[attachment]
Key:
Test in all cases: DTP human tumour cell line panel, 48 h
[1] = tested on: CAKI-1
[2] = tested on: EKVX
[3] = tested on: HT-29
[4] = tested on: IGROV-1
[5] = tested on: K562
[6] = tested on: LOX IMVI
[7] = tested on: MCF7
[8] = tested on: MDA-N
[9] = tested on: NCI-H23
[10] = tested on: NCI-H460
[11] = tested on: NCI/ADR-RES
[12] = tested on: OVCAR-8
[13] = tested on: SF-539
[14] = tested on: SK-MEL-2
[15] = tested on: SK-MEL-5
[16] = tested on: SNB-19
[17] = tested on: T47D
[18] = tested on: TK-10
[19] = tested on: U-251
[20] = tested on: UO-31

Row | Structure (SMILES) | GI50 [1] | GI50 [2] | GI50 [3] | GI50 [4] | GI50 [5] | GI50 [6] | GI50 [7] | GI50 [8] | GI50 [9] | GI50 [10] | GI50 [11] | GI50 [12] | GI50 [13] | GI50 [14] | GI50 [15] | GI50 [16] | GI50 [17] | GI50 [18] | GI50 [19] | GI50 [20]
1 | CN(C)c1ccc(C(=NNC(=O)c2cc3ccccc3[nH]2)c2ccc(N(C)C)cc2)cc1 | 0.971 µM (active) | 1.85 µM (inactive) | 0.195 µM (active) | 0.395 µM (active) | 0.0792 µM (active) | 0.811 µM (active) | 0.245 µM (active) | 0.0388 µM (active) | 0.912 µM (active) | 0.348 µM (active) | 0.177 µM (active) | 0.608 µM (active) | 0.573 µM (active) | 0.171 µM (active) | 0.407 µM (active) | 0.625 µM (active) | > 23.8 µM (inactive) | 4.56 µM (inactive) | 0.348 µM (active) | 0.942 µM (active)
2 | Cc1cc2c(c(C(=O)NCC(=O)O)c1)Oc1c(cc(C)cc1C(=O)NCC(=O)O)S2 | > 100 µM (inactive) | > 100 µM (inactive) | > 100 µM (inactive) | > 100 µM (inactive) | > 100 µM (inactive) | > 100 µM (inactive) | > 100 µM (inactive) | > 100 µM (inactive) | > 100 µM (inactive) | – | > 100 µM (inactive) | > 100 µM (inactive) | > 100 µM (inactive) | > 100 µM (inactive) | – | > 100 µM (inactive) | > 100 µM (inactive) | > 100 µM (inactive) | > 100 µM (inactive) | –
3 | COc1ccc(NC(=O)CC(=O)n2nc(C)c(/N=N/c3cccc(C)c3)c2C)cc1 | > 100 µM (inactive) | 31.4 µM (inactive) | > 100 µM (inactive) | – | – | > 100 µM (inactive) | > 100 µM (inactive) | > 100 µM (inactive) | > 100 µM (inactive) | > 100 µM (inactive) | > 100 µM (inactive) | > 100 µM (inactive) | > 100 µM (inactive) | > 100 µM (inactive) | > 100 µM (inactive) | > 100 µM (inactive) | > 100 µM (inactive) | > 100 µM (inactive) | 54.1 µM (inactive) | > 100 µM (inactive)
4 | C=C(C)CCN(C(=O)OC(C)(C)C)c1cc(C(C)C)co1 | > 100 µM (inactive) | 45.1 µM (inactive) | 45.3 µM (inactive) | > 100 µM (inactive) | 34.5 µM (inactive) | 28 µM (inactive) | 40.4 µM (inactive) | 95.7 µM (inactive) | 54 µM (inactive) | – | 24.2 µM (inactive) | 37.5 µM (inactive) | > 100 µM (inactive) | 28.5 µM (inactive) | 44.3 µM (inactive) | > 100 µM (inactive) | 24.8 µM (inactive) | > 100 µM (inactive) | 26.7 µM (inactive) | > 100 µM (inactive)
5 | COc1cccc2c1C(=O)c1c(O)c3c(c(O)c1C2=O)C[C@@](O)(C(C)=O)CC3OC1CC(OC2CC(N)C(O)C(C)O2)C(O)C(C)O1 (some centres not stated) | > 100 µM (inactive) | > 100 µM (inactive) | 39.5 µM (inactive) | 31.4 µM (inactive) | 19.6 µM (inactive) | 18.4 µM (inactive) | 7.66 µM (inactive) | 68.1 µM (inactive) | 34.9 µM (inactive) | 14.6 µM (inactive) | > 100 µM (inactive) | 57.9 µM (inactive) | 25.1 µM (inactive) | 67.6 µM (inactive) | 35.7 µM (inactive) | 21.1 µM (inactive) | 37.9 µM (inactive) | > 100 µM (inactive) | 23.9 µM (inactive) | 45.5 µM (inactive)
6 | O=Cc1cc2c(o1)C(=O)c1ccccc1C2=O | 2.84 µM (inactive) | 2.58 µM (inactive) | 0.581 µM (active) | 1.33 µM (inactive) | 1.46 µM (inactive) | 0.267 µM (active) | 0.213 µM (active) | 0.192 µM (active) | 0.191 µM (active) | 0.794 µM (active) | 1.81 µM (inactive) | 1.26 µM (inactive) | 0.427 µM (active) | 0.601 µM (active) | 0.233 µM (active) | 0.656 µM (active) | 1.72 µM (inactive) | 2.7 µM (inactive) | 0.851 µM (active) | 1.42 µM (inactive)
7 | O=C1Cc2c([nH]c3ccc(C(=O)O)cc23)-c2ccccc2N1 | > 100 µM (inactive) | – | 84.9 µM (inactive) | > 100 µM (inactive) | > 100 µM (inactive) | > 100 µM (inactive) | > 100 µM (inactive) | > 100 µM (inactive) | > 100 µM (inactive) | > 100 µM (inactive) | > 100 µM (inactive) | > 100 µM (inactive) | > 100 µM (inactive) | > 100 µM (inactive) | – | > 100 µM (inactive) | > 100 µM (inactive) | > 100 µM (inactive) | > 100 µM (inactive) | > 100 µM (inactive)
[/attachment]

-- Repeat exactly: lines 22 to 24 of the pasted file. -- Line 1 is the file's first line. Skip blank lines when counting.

[20] = tested on: UO-31

Row | Structure (SMILES) | GI50 [1] | GI50 [2] | GI50 [3] | GI50 [4] | GI50 [5] | GI50 [6] | GI50 [7] | GI50 [8] | GI50 [9] | GI50 [10] | GI50 [11] | GI50 [12] | GI50 [13] | GI50 [14] | GI50 [15] | GI50 [16] | GI50 [17] | GI50 [18] | GI50 [19] | GI50 [20]
1 | CN(C)c1ccc(C(=NNC(=O)c2cc3ccccc3[nH]2)c2ccc(N(C)C)cc2)cc1 | 0.971 µM (active) | 1.85 µM (inactive) | 0.195 µM (active) | 0.395 µM (active) | 0.0792 µM (active) | 0.811 µM (active) | 0.245 µM (active) | 0.0388 µM (active) | 0.912 µM (active) | 0.348 µM (active) | 0.177 µM (active) | 0.608 µM (active) | 0.573 µM (active) | 0.171 µM (active) | 0.407 µM (active) | 0.625 µM (active) | > 23.8 µM (inactive) | 4.56 µM (inactive) | 0.348 µM (active) | 0.942 µM (active)